Cochlear Implant patients no longer have to travel south

 By: Michael Forbes

Life has become a whole lot easier for people in the lower North Island with cochlear implants, who no longer have to travel to Christchurch for treatment.

A new unit, established by the Christchurch-based Southern Cochlear Implant Programme, was opened in Lower Hutt on Thursday by Associate Health Minister Peter Dunne.

Cochlear implants are similar in size to high-powered hearing aids. They help people who gain little or no benefit from standard hearing aids by transforming speech and other sounds into electrical energy that stimulates auditory nerve fibres in the inner ear.

Seven-year-old James Whale, from Wellington, is one of those people. He began to lose his hearing when he was just three weeks old, as a consequence of pneumococcal meningitis.

Having his two cochlear implants fitted meant fortnightly trips to Christchurch at first. They were eventually scaled back to every six months or so, and then annually.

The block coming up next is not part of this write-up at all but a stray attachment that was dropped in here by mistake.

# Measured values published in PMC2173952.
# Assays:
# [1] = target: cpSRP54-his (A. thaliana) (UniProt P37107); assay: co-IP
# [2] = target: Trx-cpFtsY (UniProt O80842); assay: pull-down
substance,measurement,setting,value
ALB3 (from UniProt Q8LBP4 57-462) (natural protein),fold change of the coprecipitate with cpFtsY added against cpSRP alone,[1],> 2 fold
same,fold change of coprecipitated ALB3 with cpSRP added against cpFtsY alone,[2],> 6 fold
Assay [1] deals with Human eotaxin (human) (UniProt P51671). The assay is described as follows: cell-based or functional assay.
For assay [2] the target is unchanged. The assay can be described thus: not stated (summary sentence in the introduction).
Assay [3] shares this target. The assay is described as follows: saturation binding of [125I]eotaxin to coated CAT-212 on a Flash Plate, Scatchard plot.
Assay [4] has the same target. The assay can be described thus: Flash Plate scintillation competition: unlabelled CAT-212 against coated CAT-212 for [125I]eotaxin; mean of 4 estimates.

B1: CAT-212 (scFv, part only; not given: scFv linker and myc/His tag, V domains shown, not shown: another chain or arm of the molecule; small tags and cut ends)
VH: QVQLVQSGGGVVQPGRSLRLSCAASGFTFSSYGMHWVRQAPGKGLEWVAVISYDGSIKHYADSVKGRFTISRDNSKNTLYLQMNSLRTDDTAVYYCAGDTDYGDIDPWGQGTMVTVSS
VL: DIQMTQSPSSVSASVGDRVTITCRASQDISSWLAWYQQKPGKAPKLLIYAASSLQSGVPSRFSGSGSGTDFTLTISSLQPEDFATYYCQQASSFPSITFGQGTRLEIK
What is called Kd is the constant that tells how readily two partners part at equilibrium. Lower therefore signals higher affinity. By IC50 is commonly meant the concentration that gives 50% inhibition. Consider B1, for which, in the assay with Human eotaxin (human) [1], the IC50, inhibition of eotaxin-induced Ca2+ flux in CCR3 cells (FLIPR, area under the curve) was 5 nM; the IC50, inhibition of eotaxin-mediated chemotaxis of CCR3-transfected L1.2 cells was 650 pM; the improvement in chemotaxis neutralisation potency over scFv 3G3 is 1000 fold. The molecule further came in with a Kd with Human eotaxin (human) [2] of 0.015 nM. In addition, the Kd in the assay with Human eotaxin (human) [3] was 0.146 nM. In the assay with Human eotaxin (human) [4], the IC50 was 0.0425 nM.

His mother, Kate, said that meant a whole day of travel for her and James, just to attended a 60-minute appointment.

"It's a very long day for a small person ... we try and make it as exciting as possible, but a McDonald's lunch only goes so far," she said.

"So for us here in Wellington, to have this facility close by has just been wonderful."

Kate Hooper, of Greytown, agreed. Her 4-year-old daughter Lily also uses two cochlear devices, and having the new Lower Hutt service would eliminate a lot of the stress of having regular check-ups

For me, I've got to organise someone to pick up my two boys from school and look after them until their dad For me, I've got to organise someone to pick up my two boys from school and look after them until their dad can get home from work. And all the travel is exhausting," Hooper said.

 "It will be a lot easier having the new facility. We'll just have to get in the car and drive for an hour from Greytown to Wellington."

Southern Cochlear Implant Programme general manager Neil Heslop said about 40 per cent of the programme's 680 patients live in the North Island.

The Lower Hutt unit would provide six clinical spaces, two sound-treated rooms for audiology work, and a room for teleconferencing and telemedicine. It also houses a habilitation service, he said.

Dunne said it was encouraging to see new services such as this being established in the Wellington region during tight financial times.

Source: Stuff